Renfrew's oval ice track a bit hit with residents and visitors

·5 min read

Local Journalism Initiative Reporter

Renfrew – There is nothing quite like throwing on the skates and heading out for a family skating day on one of the smoothest outdoor ice surfaces found anywhere in the Ottawa Valley.

And that’s exactly what members of the Freemark family did Sunday on the popular oval ice track at the Mateway Activity Centre in Renfrew.

Although the wind made the day feel like -20 C, it didn’t deter the Freemarks or others from enjoying the 400 meter circular track, an emerging hidden secret. The arena has been closed since early January leaving one less location where public skating is usually held.

However, these are unusual times due to COVID-19 that has resulted in all municipal facilities being closed. Prior to the most recent provincial lockdown, the interior skating rink was a popular destination. Jo-anne Caldwell, Program Developer with the Town of Renfrew’s Recreation Department, said the installation of the track is proving to be one of the most popular recreational attractions in the area.

“We had a skating oval last year and it was on the Bluegrass camping area,” she told the Leader. “While it was well used and loved in that location, when we asked for feedback, the most common response we heard was the desire to have nighttime lighting so the users could skate at night. We do not have power on that side of Ma-te-Way Park so the oval was moved to its current location and the response has been phenomenal.”

The one comment heard over and over from those who have skated on the oval is the quality of the ice surface. Unlike most outdoor rinks that are quickly filled with holes and ruts, the oval is incredibly smooth and Ms. Caldwell credits this to the recreational staff.

“Building and maintaining the pristine condition of the ice surface is not a one-time effort,” she said. “The skating oval is situated on the 400m running track so it is approximately 400m. The outdoor ice is maintained on a daily basis with flooding occurring twice during the day and additional floods once the oval is closed. Staff are really able to work on the oval when it’s cold out. When it drops to -14 Celsius and colder, those are the best nights for us.”

Unfortunately, it seems almost every function or event that is held requires the need to take into account all aspects of proper COVID precautions in order to make it as safe as possible for users. Unable to use the indoor skating rink and moving public skating to the large outdoor track seemed like an easy transition. However, Ms. Caldwell said the rec department involved the local health unit each step of the way to ensure a fun and safe outdoor activity.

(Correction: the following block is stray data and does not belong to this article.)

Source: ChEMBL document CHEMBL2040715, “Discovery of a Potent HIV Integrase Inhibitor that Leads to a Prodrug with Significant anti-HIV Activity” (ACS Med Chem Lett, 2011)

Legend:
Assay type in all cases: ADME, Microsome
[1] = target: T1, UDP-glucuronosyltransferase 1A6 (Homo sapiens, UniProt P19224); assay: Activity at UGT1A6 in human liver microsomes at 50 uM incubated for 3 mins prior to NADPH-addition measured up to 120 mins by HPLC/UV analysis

“We worked very closely with the Renfrew County and District Health Unit throughout the pandemic and were able to open the arena to the public in August,” she said. “At that time, the limit for the arena was 50 people and there were a couple of days when we came close to that number. Public skating continued indoors throughout the fall. However, with the skating moved outdoors, there is far more space for social distancing. In addition, the oval is monitored on an hourly basis and we keep records of the number of users.”

On Sunday, the Freemark family had no worries of social distancing when they laced up the blades and practically had the entire oval to themselves. Even with the thermometer dropping to -18, and even colder when you take into account the wind chill, the three generations took advantage of the cold weather and raced around the ice much to the delight of the entire clan.

The family agreed this would be the day that five-year old M.J. O’Reilly would take the plunge and skate around the entire track on a pair of skates. As proud grandmother Kathy Lindsay agreed with the idea, she just could not resist pushing her grandson around the track on what could best be described as mini-coach.

Ms. Lindsay, who is much more accustomed to having a paddle in her hands as one of organizers of the annual Celebrate Our Rivers paddle events along several Ottawa Valley rivers, joked that whether it is ice or water, it is important to get out and enjoy the fresh air.

“Oh sure I think I would rather be paddling, but this is a rare time that we have three generations of our family out for a family skate so I am certainly taking advantage of it,” she said.

Sarah Freemark could not stop smiling as she skated several laps on the rink and was thrilled her hometown was also home to such a well maintained ice surface.

“The pandemic can make family feel far away even when we’re all so close,” she said. “Skating at the oval allows three generations of our family to get outside, get active and safely spend time together. As well, we managed to get M.J. up on skates for awhile, but he is still learning and what a way to learn.”

It is that type of feedback that motivates Ms. Caldwell to promote the ice oval as a means to stay active in the age of COVID-19.

“Since the oval was opened on December 18, more than 3000 people have come out to use it,” she said. “That takes into account it was closed from December 24 through December 30 due to bad weather. It may seem like COVID has made recreation and exercise even more difficult to do, but this ice track just goes to show that even on the coldest days of the year, people want to get outside and stay active, and the oval certainly offers a unique chance to do just that.”

Bruce McIntyre, Local Journalism Initiative Reporter, The Eganville Leader